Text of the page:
In wine-marinated fish meat without inoculum, the number of CFU/25 g was zero in all samples. The total viable bacterial count or other bacteria genera were not analyzed in raw material or during the experiment.
Three days after the inoculation of the wine-marinated fish fillets with E coli strains, which were held at 4 ± 1 °C, the initial loads were <7 log CFU/25 g in all samples (Figure 2 and Figure 3). After three days of storage, the levels of both E. coli strains were the lowest in GM (biggest MIC values and no added sulfur in winemaking process) and GS samples, followed by the rosé and standard red wines (PM 0 and PM 7).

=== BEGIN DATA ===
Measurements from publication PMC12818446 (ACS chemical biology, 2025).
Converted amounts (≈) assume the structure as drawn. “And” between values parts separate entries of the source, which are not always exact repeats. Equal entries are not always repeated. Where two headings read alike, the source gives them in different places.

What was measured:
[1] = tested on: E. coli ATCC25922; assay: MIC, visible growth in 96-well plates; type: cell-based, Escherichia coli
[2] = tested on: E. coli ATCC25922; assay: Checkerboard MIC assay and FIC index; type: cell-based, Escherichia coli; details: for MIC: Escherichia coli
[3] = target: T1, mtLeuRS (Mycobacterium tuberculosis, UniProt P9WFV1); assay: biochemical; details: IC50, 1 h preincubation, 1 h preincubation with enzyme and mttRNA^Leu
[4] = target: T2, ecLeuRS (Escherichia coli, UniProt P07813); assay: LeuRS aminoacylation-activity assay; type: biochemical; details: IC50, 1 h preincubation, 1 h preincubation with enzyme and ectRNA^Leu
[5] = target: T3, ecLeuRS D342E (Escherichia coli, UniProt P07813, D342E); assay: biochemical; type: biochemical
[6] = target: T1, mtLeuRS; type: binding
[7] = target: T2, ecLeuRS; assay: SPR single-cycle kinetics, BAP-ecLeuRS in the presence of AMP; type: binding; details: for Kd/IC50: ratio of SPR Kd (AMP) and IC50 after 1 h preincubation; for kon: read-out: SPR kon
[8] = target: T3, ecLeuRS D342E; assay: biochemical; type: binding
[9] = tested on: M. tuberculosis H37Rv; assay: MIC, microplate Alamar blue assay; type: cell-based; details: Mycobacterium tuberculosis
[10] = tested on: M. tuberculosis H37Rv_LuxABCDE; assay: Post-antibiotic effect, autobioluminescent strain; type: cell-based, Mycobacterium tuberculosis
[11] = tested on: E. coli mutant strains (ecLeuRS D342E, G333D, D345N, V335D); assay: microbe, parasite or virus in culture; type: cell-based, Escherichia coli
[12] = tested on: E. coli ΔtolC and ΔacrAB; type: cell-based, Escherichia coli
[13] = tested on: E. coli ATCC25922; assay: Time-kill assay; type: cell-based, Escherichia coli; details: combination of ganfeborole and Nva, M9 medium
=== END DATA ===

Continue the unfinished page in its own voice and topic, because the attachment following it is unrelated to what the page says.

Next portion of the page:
The chemical parameters of wine samples could not be correlated with their antimicrobial activity. The 200 mL of wine that was used for marinating the fillets contained five times less TP than reported in Table 1, accordingly 61, 540, 570, 215, and 642 mg GAE in GS, GM, GM + SO2, PM 0, and PM 7, respectively. For GS, GM, and PM 0 the MIC values obtained are presented below, however, these wines showed better inhibition against E. coli strains than GM + SO2 which contained the inhibitory concentration of TP in the 200 mL and high levels of SO2. PM 7, with the highest TP content (including anthocyanins and tannins), showed similar inhibition strength as other wines, with no difference between the two strains regardless of the MIC values. The pH with the contribution of ethanol was found to be an important factor in predicting in vitro inactivation and the efficacy of wine treatments against E. coli [6]. Our results show that this contribution is not valid for food model testing.